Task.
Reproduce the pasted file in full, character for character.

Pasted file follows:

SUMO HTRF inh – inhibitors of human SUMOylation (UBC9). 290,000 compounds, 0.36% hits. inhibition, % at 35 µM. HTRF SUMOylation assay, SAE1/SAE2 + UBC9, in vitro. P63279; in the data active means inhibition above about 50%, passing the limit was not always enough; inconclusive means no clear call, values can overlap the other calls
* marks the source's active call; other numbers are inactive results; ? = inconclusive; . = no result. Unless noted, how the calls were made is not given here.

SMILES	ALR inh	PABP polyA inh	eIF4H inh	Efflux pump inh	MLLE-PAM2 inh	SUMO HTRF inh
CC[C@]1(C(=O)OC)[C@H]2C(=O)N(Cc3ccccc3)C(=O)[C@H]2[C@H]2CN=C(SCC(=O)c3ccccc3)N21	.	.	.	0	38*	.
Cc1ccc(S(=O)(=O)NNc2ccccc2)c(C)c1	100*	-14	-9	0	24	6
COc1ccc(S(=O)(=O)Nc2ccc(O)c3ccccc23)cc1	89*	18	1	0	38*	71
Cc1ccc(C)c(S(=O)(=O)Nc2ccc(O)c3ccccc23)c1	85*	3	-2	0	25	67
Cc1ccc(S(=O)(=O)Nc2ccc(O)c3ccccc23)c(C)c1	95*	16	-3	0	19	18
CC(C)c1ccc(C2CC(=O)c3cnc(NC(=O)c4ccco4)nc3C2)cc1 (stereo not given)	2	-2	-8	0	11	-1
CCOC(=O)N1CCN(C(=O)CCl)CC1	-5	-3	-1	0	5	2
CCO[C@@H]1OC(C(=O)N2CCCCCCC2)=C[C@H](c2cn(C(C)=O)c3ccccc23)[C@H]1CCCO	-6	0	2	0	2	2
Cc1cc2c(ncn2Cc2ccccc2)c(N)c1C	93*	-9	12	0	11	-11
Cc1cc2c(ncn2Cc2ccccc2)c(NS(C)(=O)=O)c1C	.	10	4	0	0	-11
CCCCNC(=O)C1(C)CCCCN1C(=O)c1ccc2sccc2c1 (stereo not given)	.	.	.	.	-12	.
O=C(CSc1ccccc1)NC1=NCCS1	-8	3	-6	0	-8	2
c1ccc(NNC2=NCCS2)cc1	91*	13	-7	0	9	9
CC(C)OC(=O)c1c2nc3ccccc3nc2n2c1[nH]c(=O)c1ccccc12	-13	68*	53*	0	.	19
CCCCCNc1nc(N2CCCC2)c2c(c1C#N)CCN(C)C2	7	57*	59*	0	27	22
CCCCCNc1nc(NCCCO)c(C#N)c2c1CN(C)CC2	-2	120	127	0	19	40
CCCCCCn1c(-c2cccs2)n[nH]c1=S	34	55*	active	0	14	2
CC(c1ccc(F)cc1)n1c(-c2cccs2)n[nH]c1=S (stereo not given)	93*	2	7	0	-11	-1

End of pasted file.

SUMO HTRF inh – inhibitors of human SUMOylation (UBC9). 290,000 compounds, 0.36% hits. inhibition, % at 35 µM. HTRF SUMOylation assay, SAE1/SAE2 + UBC9, in vitro. P63279; in the data active means inhibition above about 50%, passing the limit was not always enough; inconclusive means no clear call, values can overlap the other calls
* marks the source's active call; other numbers are inactive results; ? = inconclusive; . = no result. Unless noted, how the calls were made is not given here.

SMILES	ALR inh	PABP polyA inh	eIF4H inh	Efflux pump inh	MLLE-PAM2 inh	SUMO HTRF inh
CC[C@]1(C(=O)OC)[C@H]2C(=O)N(Cc3ccccc3)C(=O)[C@H]2[C@H]2CN=C(SCC(=O)c3ccccc3)N21	.	.	.	0	38*	.
Cc1ccc(S(=O)(=O)NNc2ccccc2)c(C)c1	100*	-14	-9	0	24	6
COc1ccc(S(=O)(=O)Nc2ccc(O)c3ccccc23)cc1	89*	18	1	0	38*	71
Cc1ccc(C)c(S(=O)(=O)Nc2ccc(O)c3ccccc23)c1	85*	3	-2	0	25	67
Cc1ccc(S(=O)(=O)Nc2ccc(O)c3ccccc23)c(C)c1	95*	16	-3	0	19	18
CC(C)c1ccc(C2CC(=O)c3cnc(NC(=O)c4ccco4)nc3C2)cc1 (stereo not given)	2	-2	-8	0	11	-1
CCOC(=O)N1CCN(C(=O)CCl)CC1	-5	-3	-1	0	5	2
CCO[C@@H]1OC(C(=O)N2CCCCCCC2)=C[C@H](c2cn(C(C)=O)c3ccccc23)[C@H]1CCCO	-6	0	2	0	2	2
Cc1cc2c(ncn2Cc2ccccc2)c(N)c1C	93*	-9	12	0	11	-11
Cc1cc2c(ncn2Cc2ccccc2)c(NS(C)(=O)=O)c1C	.	10	4	0	0	-11
CCCCNC(=O)C1(C)CCCCN1C(=O)c1ccc2sccc2c1 (stereo not given)	.	.	.	.	-12	.
O=C(CSc1ccccc1)NC1=NCCS1	-8	3	-6	0	-8	2
c1ccc(NNC2=NCCS2)cc1	91*	13	-7	0	9	9
CC(C)OC(=O)c1c2nc3ccccc3nc2n2c1[nH]c(=O)c1ccccc12	-13	68*	53*	0	.	19
CCCCCNc1nc(N2CCCC2)c2c(c1C#N)CCN(C)C2	7	57*	59*	0	27	22
CCCCCNc1nc(NCCCO)c(C#N)c2c1CN(C)CC2	-2	120	127	0	19	40
CCCCCCn1c(-c2cccs2)n[nH]c1=S	34	55*	active	0	14	2
CC(c1ccc(F)cc1)n1c(-c2cccs2)n[nH]c1=S (stereo not given)	93*	2	7	0	-11	-1